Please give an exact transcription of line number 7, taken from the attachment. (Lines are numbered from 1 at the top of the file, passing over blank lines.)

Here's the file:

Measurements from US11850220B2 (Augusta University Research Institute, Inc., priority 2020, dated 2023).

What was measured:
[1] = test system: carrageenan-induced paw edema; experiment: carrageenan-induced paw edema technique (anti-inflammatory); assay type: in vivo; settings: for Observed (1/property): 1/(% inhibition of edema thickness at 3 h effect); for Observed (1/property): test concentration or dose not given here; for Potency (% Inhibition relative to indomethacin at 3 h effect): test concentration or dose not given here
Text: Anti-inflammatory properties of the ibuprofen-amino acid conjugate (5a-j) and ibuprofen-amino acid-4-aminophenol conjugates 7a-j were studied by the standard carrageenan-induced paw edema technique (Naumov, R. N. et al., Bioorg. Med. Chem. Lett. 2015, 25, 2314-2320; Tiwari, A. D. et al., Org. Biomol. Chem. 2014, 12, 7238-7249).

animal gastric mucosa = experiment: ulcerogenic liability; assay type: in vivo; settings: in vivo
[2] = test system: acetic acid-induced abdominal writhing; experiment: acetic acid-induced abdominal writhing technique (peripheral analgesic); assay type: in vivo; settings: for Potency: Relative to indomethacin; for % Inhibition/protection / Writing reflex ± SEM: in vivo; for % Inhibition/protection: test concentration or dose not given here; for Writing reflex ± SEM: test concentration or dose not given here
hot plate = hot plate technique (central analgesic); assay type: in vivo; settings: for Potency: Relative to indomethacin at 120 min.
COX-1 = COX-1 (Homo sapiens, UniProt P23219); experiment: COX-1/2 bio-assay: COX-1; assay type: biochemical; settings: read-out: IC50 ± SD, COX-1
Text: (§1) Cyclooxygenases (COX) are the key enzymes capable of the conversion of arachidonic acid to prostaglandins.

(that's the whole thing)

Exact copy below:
hot plate = hot plate technique (central analgesic); assay type: in vivo; settings: for Potency: Relative to indomethacin at 120 min.